"Sodabriety" Challenge Successful at Cutting Teen Sugar Intake


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Obesity is now known as an epidemic (and a disease) by the U.S. healthcare community, and the problem can largely be attributed to the abundance of sugar in the average American diet. Among the many sugary options available to American consumers, sugary drinks such as soda can be easily pinpointed as a major source of unneeded calories from sugar.

Some choice cities throughout the U.S. have already tried to ban or tax sugary drinks to encourage healthier lifestyles. These initiatives have been largely failures for one reason or another, but a new study shows that a bit of education and a challenge could be all that is needed for people to change their ways.

The study, published in the Journal of School Health, shows that a program called the "Sodabriety" challenge has actually been successful at lowering teens' consumption of sugary drinks.

The program was set up by Ohio State University researchers and rolled out to two rural high schools in the Appalachian region. It challenged teens to design their own marketing campaigns against sugary drinks. The objective was to encourage students to cut back on their soda consumption for one month.

Student advisory councils were set up to run the campaigns, which involved school assemblies and daily messages over school intercoms. The students themselves chose the goal of promoting soda cut-backs rather than cold-turkey elimination.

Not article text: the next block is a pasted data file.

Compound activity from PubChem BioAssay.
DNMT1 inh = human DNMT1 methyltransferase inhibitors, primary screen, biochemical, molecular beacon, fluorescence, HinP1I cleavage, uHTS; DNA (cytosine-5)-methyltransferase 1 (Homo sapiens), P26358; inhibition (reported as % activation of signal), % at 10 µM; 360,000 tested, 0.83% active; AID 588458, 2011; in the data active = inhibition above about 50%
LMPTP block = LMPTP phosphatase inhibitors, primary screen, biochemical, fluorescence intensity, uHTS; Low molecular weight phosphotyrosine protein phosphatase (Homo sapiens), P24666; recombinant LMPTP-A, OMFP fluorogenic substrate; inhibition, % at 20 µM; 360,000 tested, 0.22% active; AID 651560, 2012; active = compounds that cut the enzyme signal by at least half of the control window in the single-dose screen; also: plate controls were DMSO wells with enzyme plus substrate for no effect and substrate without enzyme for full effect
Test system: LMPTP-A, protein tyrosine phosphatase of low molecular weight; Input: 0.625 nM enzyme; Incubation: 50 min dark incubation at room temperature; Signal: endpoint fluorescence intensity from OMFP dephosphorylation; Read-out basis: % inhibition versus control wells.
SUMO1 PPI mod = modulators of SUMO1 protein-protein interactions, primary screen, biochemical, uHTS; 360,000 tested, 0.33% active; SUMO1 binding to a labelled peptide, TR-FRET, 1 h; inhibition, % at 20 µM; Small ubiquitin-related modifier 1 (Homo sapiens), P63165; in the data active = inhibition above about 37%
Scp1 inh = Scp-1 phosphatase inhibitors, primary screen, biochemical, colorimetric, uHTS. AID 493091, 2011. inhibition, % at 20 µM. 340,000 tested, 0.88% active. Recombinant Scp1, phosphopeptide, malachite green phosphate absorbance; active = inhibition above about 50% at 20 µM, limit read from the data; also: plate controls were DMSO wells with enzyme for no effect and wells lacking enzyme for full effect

The study following up on the program shows that teems at the participating high schools actually did cut back on drinking sugary beverages. The total number of teens at the schools who cut out sugary drinks completely rose to 11.8% from the 7.2% who were already abstaining from the drinks at the outset of the project. Overall the study found a 30% reduction in the number of days per week that the teens reported drinking sugary drinks.

Incredibly, this percentage persisted for at least one more month after the program had ended. In addition, the study's authors found that water consumption among the teens rose significantly as a result of the program, despite water not being a part of the "Sodabriety" efforts.

"The students' water consumption before the intervention was lousy," said Laureen Smith, lead author of the study and an associate professor of nursing at Ohio State. "I don't know how else to say it. But we saw a big improvement in that. And there was a huge reduction in sugar-sweetened beverage consumption. The kids were consuming them fewer days per week and when they were consuming these drinks, they had fewer servings."

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